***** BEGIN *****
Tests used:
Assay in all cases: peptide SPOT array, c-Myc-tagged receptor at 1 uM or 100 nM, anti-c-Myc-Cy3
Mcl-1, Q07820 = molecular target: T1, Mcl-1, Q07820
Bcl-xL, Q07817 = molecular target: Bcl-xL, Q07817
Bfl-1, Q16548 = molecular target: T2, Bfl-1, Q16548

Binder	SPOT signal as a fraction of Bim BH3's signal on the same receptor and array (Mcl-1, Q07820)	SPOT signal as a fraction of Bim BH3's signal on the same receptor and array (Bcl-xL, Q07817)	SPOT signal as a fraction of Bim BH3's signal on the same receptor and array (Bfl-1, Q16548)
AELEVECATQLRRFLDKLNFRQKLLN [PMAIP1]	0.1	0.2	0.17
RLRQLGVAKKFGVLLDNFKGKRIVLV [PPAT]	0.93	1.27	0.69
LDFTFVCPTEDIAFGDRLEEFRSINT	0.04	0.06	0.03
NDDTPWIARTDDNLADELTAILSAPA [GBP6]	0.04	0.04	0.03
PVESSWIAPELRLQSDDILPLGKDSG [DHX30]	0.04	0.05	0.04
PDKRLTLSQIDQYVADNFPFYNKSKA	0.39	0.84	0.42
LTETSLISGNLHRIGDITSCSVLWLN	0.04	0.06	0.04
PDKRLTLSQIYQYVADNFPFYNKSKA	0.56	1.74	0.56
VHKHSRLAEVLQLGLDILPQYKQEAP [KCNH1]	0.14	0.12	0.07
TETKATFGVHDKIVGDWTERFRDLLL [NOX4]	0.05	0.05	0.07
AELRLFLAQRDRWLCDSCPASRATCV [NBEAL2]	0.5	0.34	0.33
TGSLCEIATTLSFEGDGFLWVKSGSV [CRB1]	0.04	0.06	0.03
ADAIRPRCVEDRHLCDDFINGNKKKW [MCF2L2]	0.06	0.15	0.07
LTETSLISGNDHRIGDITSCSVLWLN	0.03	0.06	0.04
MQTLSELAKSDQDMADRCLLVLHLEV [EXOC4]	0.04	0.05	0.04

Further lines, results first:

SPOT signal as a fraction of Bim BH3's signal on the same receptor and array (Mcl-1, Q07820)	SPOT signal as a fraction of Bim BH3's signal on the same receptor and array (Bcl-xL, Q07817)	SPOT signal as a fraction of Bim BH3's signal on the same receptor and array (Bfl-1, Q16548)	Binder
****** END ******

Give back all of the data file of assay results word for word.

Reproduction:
Tests used:
Assay in all cases: peptide SPOT array, c-Myc-tagged receptor at 1 uM or 100 nM, anti-c-Myc-Cy3
Mcl-1, Q07820 = molecular target: T1, Mcl-1, Q07820
Bcl-xL, Q07817 = molecular target: Bcl-xL, Q07817
Bfl-1, Q16548 = molecular target: T2, Bfl-1, Q16548

Binder	SPOT signal as a fraction of Bim BH3's signal on the same receptor and array (Mcl-1, Q07820)	SPOT signal as a fraction of Bim BH3's signal on the same receptor and array (Bcl-xL, Q07817)	SPOT signal as a fraction of Bim BH3's signal on the same receptor and array (Bfl-1, Q16548)
AELEVECATQLRRFLDKLNFRQKLLN [PMAIP1]	0.1	0.2	0.17
RLRQLGVAKKFGVLLDNFKGKRIVLV [PPAT]	0.93	1.27	0.69
LDFTFVCPTEDIAFGDRLEEFRSINT	0.04	0.06	0.03
NDDTPWIARTDDNLADELTAILSAPA [GBP6]	0.04	0.04	0.03
PVESSWIAPELRLQSDDILPLGKDSG [DHX30]	0.04	0.05	0.04
PDKRLTLSQIDQYVADNFPFYNKSKA	0.39	0.84	0.42
LTETSLISGNLHRIGDITSCSVLWLN	0.04	0.06	0.04
PDKRLTLSQIYQYVADNFPFYNKSKA	0.56	1.74	0.56
VHKHSRLAEVLQLGLDILPQYKQEAP [KCNH1]	0.14	0.12	0.07
TETKATFGVHDKIVGDWTERFRDLLL [NOX4]	0.05	0.05	0.07
AELRLFLAQRDRWLCDSCPASRATCV [NBEAL2]	0.5	0.34	0.33
TGSLCEIATTLSFEGDGFLWVKSGSV [CRB1]	0.04	0.06	0.03
ADAIRPRCVEDRHLCDDFINGNKKKW [MCF2L2]	0.06	0.15	0.07
LTETSLISGNDHRIGDITSCSVLWLN	0.03	0.06	0.04
MQTLSELAKSDQDMADRCLLVLHLEV [EXOC4]	0.04	0.05	0.04

Further lines, results first:

SPOT signal as a fraction of Bim BH3's signal on the same receptor and array (Mcl-1, Q07820)	SPOT signal as a fraction of Bim BH3's signal on the same receptor and array (Bcl-xL, Q07817)	SPOT signal as a fraction of Bim BH3's signal on the same receptor and array (Bfl-1, Q16548)	Binder